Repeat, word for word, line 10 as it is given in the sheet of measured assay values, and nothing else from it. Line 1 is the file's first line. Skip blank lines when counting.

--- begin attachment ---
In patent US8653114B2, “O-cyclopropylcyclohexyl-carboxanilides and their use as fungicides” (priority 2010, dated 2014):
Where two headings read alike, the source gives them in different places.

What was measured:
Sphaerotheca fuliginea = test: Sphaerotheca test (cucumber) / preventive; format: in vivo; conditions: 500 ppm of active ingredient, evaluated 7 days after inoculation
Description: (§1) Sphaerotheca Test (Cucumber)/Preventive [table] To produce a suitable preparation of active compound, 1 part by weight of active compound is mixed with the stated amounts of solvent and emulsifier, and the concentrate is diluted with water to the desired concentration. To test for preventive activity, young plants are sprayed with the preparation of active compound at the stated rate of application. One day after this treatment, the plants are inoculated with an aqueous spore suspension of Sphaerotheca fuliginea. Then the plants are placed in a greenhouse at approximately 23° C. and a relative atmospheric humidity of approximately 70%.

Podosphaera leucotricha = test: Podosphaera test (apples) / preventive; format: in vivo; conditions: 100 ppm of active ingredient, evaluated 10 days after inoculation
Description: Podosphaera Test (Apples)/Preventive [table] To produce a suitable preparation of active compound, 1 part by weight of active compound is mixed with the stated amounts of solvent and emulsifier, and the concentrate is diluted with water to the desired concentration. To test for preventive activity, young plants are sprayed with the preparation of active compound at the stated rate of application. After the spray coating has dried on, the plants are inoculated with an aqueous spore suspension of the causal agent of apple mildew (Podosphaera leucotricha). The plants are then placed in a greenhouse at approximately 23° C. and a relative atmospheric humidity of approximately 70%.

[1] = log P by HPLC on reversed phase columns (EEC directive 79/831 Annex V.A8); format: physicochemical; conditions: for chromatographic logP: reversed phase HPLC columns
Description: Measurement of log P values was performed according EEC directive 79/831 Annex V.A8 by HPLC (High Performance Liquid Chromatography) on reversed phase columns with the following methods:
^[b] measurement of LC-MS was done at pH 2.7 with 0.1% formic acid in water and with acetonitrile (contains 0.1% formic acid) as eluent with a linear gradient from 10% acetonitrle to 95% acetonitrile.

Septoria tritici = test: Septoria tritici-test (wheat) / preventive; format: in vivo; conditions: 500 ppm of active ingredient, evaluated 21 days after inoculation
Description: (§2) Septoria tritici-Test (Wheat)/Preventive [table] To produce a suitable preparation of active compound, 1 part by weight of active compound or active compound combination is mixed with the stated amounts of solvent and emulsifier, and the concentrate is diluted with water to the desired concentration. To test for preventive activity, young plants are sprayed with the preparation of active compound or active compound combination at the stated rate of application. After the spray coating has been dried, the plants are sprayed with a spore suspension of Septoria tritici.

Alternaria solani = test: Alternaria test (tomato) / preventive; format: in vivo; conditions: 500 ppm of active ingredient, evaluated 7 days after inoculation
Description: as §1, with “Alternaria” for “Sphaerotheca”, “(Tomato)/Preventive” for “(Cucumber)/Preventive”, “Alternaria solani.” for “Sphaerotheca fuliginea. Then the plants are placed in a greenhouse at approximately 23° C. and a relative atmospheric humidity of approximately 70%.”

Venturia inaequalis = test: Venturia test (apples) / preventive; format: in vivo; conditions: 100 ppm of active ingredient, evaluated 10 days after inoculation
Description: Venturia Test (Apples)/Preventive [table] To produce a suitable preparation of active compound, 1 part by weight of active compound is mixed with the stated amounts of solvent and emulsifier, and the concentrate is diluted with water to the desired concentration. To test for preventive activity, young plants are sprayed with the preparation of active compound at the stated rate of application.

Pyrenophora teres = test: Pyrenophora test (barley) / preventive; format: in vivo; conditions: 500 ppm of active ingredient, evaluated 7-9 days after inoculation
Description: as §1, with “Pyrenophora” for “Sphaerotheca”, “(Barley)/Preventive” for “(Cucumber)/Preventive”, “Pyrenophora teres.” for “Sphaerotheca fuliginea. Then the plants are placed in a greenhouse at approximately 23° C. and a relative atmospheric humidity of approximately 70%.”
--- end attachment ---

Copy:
^[b] measurement of LC-MS was done at pH 2.7 with 0.1% formic acid in water and with acetonitrile (contains 0.1% formic acid) as eluent with a linear gradient from 10% acetonitrle to 95% acetonitrile.